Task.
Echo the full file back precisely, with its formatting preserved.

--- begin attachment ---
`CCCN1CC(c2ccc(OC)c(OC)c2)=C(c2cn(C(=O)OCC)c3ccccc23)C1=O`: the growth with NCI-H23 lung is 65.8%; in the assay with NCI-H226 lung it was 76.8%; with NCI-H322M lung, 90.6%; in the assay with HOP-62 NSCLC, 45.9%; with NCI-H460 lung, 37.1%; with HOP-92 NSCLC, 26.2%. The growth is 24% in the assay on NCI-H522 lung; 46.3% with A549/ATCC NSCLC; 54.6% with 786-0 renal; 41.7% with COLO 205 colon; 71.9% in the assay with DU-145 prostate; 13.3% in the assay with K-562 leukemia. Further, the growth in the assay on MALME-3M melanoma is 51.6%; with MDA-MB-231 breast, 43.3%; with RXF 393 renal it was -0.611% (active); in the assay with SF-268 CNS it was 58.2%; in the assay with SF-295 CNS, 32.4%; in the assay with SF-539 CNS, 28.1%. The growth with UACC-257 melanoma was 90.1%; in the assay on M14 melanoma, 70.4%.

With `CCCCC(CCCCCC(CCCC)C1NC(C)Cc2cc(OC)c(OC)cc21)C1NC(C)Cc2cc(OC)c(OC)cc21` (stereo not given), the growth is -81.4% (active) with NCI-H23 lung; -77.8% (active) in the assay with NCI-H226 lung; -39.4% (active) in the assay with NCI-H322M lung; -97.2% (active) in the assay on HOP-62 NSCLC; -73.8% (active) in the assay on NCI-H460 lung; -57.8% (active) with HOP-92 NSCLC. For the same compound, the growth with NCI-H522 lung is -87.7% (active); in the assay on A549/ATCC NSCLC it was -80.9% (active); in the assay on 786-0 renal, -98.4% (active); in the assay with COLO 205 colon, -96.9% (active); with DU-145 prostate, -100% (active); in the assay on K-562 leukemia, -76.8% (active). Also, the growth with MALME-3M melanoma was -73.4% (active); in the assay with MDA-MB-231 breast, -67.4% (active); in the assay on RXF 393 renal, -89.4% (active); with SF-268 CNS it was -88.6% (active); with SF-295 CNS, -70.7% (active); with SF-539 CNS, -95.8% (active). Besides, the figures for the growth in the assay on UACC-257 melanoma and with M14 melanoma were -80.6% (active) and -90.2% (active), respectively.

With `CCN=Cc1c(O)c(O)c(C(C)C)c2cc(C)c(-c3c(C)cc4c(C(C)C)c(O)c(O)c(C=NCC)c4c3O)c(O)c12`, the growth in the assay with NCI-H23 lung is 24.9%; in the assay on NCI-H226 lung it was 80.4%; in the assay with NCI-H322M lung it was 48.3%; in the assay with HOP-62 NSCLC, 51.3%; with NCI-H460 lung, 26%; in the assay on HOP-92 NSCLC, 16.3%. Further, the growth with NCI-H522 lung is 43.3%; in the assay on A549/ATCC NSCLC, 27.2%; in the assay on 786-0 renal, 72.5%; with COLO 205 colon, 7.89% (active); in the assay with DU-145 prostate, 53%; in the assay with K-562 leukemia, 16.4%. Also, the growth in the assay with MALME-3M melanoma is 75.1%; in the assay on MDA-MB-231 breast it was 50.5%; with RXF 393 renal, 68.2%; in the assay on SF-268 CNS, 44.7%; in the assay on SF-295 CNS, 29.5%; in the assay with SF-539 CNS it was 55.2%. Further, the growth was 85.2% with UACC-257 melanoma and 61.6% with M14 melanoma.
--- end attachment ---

`CCCN1CC(c2ccc(OC)c(OC)c2)=C(c2cn(C(=O)OCC)c3ccccc23)C1=O`: the growth with NCI-H23 lung is 65.8%; in the assay with NCI-H226 lung it was 76.8%; with NCI-H322M lung, 90.6%; in the assay with HOP-62 NSCLC, 45.9%; with NCI-H460 lung, 37.1%; with HOP-92 NSCLC, 26.2%. The growth is 24% in the assay on NCI-H522 lung; 46.3% with A549/ATCC NSCLC; 54.6% with 786-0 renal; 41.7% with COLO 205 colon; 71.9% in the assay with DU-145 prostate; 13.3% in the assay with K-562 leukemia. Further, the growth in the assay on MALME-3M melanoma is 51.6%; with MDA-MB-231 breast, 43.3%; with RXF 393 renal it was -0.611% (active); in the assay with SF-268 CNS it was 58.2%; in the assay with SF-295 CNS, 32.4%; in the assay with SF-539 CNS, 28.1%. The growth with UACC-257 melanoma was 90.1%; in the assay on M14 melanoma, 70.4%.

With `CCCCC(CCCCCC(CCCC)C1NC(C)Cc2cc(OC)c(OC)cc21)C1NC(C)Cc2cc(OC)c(OC)cc21` (stereo not given), the growth is -81.4% (active) with NCI-H23 lung; -77.8% (active) in the assay with NCI-H226 lung; -39.4% (active) in the assay with NCI-H322M lung; -97.2% (active) in the assay on HOP-62 NSCLC; -73.8% (active) in the assay on NCI-H460 lung; -57.8% (active) with HOP-92 NSCLC. For the same compound, the growth with NCI-H522 lung is -87.7% (active); in the assay on A549/ATCC NSCLC it was -80.9% (active); in the assay on 786-0 renal, -98.4% (active); in the assay with COLO 205 colon, -96.9% (active); with DU-145 prostate, -100% (active); in the assay on K-562 leukemia, -76.8% (active). Also, the growth with MALME-3M melanoma was -73.4% (active); in the assay with MDA-MB-231 breast, -67.4% (active); in the assay on RXF 393 renal, -89.4% (active); with SF-268 CNS it was -88.6% (active); with SF-295 CNS, -70.7% (active); with SF-539 CNS, -95.8% (active). Besides, the figures for the growth in the assay on UACC-257 melanoma and with M14 melanoma were -80.6% (active) and -90.2% (active), respectively.

With `CCN=Cc1c(O)c(O)c(C(C)C)c2cc(C)c(-c3c(C)cc4c(C(C)C)c(O)c(O)c(C=NCC)c4c3O)c(O)c12`, the growth in the assay with NCI-H23 lung is 24.9%; in the assay on NCI-H226 lung it was 80.4%; in the assay with NCI-H322M lung it was 48.3%; in the assay with HOP-62 NSCLC, 51.3%; with NCI-H460 lung, 26%; in the assay on HOP-92 NSCLC, 16.3%. Further, the growth with NCI-H522 lung is 43.3%; in the assay on A549/ATCC NSCLC, 27.2%; in the assay on 786-0 renal, 72.5%; with COLO 205 colon, 7.89% (active); in the assay with DU-145 prostate, 53%; in the assay with K-562 leukemia, 16.4%. Also, the growth in the assay with MALME-3M melanoma is 75.1%; in the assay on MDA-MB-231 breast it was 50.5%; with RXF 393 renal, 68.2%; in the assay on SF-268 CNS, 44.7%; in the assay on SF-295 CNS, 29.5%; in the assay with SF-539 CNS it was 55.2%. Further, the growth was 85.2% with UACC-257 melanoma and 61.6% with M14 melanoma.